Don't go in the attic
HIGH Giant alien heads! In three dimensions!
LOW Fighting a missile-shooting freezer, only to have my game lock up more-than-several times.
WTF The natural enemy of extra-terrestrials? Potatoes.
Based on the film of the same name, Playlogic's Aliens in the Attic for the Nintendo DS follows Pearson kids Tom, Hannah and their cousin Jake as they investigate the extra-terrestrial invasion going on under their noses…and above their ceiling. They have a variety of weapons at their disposal: everything from slingshots to ray guns to Jake's potato-shooting Spud Gun. Along the way, they can collect bolts by destroying the robots built by the aliens. Players use these bolts to upgrade their weapons.
Players can switch seamlessly between characters at any time via the L and R buttons, and each kid has special skills that come in handy while adventuring. Jake can push giant blocks (useful for jumping on or activating switches to hold doors open), Hannah can do a super-high double jump yet is small enough to crawl through tiny spaces, and engineering genius Tom can use the various alien gadgets lying around. He can also hack electronic doors. Players open them by spinning a Roulette wheel on the Touch Screen, then dropping colored balls in the correct places. It may not be a brilliant concept, but it's more fun than trying to hack the vending machines in BioShock.
During boss fights—where the kids face off against giant 3D aliens or their war machines—the game's puzzle elements morph into "Use that alien gadget you just found!" Tom uses his Flash Gun to stun an alien in sunglasses who doesn't like light; he controls gravity to lift pieces of wall and drop them on another alien's hand. The most challenging boss is a missile-shooting freezer: Tom has to deploy a shield to bounce the missiles back, duck under blasts of ice, and run in the other direction when the freezer pulls him toward itself. Taking the freezer down involves juggling three different stratagems at once, which I appreciated the complexity of in between spewing four-letter-words.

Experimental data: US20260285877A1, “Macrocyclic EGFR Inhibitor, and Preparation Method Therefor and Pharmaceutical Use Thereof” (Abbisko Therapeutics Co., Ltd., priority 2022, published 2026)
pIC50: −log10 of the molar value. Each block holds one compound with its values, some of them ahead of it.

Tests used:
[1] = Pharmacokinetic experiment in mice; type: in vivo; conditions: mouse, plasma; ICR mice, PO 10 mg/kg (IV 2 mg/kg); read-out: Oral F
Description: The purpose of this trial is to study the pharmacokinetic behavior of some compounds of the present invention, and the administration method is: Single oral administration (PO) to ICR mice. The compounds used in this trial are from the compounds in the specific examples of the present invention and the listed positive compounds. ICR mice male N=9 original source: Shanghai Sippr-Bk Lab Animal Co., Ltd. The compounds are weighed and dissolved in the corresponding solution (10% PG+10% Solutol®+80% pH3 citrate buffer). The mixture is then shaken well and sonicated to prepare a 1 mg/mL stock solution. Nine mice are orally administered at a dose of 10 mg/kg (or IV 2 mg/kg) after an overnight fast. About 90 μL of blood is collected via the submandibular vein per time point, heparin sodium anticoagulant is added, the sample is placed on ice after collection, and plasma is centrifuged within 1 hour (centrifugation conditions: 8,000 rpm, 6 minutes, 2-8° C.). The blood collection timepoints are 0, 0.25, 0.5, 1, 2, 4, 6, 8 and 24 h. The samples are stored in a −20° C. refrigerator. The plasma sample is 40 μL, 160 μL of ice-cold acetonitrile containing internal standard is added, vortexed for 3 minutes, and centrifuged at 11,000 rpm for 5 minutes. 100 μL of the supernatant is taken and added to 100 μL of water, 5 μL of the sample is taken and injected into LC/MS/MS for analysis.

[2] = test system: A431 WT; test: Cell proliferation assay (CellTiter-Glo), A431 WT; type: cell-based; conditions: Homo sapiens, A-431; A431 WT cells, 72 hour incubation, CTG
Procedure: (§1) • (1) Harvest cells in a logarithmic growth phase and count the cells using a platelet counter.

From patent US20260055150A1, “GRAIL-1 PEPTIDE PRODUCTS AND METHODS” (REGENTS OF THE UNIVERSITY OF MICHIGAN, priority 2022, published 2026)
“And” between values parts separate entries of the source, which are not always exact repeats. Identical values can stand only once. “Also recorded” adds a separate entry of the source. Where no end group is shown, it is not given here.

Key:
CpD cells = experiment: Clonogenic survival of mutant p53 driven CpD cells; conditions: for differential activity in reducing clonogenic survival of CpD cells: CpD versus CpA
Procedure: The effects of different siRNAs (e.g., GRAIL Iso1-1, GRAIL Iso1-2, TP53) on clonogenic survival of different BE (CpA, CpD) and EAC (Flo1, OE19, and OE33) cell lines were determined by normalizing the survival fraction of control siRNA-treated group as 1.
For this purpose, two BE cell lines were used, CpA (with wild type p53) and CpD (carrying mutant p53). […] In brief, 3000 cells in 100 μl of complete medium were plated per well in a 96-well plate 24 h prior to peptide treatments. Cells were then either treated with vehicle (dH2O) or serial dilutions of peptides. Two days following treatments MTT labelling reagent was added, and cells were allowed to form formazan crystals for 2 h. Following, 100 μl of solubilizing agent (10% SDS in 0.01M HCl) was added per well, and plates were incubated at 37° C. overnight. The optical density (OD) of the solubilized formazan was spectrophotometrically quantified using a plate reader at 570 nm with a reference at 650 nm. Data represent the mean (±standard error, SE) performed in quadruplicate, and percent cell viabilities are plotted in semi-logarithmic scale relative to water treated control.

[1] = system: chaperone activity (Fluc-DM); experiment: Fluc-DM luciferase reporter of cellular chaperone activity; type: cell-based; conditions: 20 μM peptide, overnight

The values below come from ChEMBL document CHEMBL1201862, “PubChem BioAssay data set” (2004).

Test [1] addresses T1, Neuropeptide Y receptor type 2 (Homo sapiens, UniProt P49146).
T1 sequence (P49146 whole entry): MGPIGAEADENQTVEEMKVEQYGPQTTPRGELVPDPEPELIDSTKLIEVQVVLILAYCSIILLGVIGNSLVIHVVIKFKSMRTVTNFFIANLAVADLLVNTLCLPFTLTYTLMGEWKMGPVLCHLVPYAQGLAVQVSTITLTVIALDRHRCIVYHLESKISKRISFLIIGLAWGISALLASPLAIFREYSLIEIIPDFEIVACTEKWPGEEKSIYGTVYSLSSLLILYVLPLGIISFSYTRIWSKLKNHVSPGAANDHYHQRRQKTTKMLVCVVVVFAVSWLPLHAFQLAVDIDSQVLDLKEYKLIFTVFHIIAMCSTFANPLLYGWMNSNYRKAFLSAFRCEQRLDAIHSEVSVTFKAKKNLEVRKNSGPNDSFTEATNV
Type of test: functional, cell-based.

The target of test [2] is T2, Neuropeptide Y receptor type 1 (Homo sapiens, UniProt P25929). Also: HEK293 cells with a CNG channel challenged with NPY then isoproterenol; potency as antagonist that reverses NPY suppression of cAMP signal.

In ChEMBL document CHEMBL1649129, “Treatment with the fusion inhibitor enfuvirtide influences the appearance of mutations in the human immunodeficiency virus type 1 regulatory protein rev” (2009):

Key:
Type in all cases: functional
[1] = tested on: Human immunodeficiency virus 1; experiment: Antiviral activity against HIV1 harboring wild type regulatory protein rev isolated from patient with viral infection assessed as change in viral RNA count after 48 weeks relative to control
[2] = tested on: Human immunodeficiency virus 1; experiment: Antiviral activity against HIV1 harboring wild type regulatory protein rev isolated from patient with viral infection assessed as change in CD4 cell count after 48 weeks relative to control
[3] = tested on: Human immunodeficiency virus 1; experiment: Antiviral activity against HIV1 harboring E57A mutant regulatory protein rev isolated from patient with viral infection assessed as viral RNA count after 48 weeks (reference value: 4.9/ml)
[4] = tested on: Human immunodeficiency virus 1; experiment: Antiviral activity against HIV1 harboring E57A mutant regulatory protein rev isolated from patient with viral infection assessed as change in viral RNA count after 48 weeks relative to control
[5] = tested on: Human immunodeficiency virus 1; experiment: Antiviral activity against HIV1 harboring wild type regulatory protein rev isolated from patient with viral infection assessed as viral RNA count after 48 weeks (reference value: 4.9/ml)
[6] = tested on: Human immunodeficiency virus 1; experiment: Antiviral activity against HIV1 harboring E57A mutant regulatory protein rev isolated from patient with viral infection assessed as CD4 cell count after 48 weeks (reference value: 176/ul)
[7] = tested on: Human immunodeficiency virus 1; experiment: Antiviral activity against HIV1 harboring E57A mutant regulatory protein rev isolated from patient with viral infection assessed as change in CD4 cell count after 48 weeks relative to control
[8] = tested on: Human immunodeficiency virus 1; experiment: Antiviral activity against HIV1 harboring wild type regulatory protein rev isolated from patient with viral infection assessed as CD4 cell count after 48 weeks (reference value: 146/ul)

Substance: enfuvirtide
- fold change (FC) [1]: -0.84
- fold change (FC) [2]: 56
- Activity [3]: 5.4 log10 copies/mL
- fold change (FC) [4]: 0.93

Or rather, I think that such stratagem coordination is how one destroys the freezer. Every time I came close to defeating it, my game would freeze up (no pun intended) and I'd have to reset. After half a dozen interruptions like this, I gave up.
Technical problems aside, I liked Aliens in the Attic more than I thought I would. It's competent (and the 3D bosses look nice), but there's nothing going on here that I haven't seen a million times before. While the game is a decent way to kill a few hours, "It's better than I thought it would be" is faint praise in this case. I can't recommend it, especially considering the technical snafus I had. Keep that attic boarded up, folks.
Disclosures: This game was obtained via publisher and reviewed on the DS. Approximately four hours were devoted to single player modes, and the game was not completed. There are no multiplayer modes.
Parents: According to ESRB, this game contains fantasy violence. Aliens in the Attic is a game about shooting aliens and robots with weapons of varying ridiculousness. There's no blood, no bad language, and no sexual content. I'm not sure why my copy kept freezing, though.
Deaf and Hard of Hearing: All dialogue and mission information is in text, and there are no significant auditory cues. It may not be a great game, but it's accessible.
But then a friend introduced her to the seedy underworld of the Mario brothers and she spent her saved-up birthday and Christmas money to buy a Nintendo Entertainment System (NES). Her mom didn't like the Nintendo at first, but The Legend of Zelda changed her mind. (When Tera got Zelda II: The Adventure of Link one Christmas, she suspected it was as much for her mother as for her).
Though she graduated from Agnes Scott College in 2002 and recently learned how to find the movie theater restroom by herself, Tera still loves video games. Far from being a brain-rotting waste of time, they've helped her practice spatial skills and discover new passions. Her love of games like Kid Icarus and The Battle of Olympus led to a degree in Classical Languages and Literatures. She thinks games have a place in discussions on disability and other cultural issues, and is excited to work with the like-minded staff at GameCritics.com.